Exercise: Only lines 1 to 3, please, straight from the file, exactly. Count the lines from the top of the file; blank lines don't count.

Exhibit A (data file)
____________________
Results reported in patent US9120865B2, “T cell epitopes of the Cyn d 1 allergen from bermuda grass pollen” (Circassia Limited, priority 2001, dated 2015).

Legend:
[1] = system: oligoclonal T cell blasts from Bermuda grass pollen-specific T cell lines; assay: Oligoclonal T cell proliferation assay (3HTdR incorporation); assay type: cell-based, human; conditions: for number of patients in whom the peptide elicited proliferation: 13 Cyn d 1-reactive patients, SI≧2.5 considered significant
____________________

Results reported in patent US9120865B2, “T cell epitopes of the Cyn d 1 allergen from bermuda grass pollen” (Circassia Limited, priority 2001, dated 2015).

Legend:
[1] = system: oligoclonal T cell blasts from Bermuda grass pollen-specific T cell lines; assay: Oligoclonal T cell proliferation assay (3HTdR incorporation); assay type: cell-based, human; conditions: for number of patients in whom the peptide elicited proliferation: 13 Cyn d 1-reactive patients, SI≧2.5 considered significant